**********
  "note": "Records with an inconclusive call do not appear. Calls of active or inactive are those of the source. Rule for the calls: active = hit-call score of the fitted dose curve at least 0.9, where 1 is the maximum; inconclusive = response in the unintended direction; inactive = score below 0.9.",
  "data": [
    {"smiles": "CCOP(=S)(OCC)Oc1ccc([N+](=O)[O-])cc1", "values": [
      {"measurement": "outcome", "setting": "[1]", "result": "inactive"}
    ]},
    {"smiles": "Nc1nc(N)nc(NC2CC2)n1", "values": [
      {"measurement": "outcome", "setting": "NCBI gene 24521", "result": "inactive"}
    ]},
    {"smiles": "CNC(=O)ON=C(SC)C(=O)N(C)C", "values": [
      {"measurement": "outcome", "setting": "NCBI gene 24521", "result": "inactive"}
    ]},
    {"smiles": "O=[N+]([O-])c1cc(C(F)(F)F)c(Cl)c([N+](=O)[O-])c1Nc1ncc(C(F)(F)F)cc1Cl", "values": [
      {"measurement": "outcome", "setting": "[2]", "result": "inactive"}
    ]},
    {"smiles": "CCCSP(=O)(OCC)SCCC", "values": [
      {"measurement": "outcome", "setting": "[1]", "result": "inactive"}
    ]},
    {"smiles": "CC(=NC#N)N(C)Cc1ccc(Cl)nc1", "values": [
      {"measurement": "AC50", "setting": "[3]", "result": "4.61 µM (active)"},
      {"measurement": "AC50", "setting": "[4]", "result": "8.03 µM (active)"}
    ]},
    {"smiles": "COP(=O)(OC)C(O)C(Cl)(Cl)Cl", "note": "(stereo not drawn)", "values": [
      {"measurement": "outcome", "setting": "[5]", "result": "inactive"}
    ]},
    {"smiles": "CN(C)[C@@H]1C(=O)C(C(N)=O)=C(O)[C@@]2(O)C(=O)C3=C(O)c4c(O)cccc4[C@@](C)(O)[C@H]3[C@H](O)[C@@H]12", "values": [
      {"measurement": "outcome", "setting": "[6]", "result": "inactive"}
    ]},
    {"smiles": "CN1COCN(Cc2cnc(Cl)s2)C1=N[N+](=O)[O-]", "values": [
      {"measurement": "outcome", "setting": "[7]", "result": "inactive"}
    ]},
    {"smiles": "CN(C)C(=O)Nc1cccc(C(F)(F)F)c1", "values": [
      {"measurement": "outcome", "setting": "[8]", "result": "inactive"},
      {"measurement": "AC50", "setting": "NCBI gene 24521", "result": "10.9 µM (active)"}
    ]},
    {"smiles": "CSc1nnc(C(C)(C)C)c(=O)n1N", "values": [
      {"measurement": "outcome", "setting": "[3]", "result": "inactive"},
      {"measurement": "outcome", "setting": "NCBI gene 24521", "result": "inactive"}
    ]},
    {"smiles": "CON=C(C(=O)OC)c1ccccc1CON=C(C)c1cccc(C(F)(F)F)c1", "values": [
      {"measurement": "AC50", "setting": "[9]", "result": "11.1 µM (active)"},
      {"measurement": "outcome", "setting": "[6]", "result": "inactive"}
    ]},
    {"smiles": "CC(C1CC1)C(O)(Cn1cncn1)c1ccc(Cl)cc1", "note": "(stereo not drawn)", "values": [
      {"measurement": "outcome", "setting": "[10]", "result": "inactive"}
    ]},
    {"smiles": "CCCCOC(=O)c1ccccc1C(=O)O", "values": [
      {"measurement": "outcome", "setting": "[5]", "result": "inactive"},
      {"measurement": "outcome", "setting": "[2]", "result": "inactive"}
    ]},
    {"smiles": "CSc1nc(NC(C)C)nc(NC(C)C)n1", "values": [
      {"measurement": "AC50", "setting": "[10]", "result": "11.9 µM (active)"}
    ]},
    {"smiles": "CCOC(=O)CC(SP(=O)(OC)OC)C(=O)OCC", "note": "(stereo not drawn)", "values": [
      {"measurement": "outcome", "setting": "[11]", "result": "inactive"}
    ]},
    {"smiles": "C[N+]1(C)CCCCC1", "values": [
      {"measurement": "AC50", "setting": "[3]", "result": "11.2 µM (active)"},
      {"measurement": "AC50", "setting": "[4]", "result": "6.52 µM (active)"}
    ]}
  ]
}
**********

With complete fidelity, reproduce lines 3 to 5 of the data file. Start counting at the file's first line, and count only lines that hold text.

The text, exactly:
    {"smiles": "CCOP(=S)(OCC)Oc1ccc([N+](=O)[O-])cc1", "values": [
      {"measurement": "outcome", "setting": "[1]", "result": "inactive"}
    ]},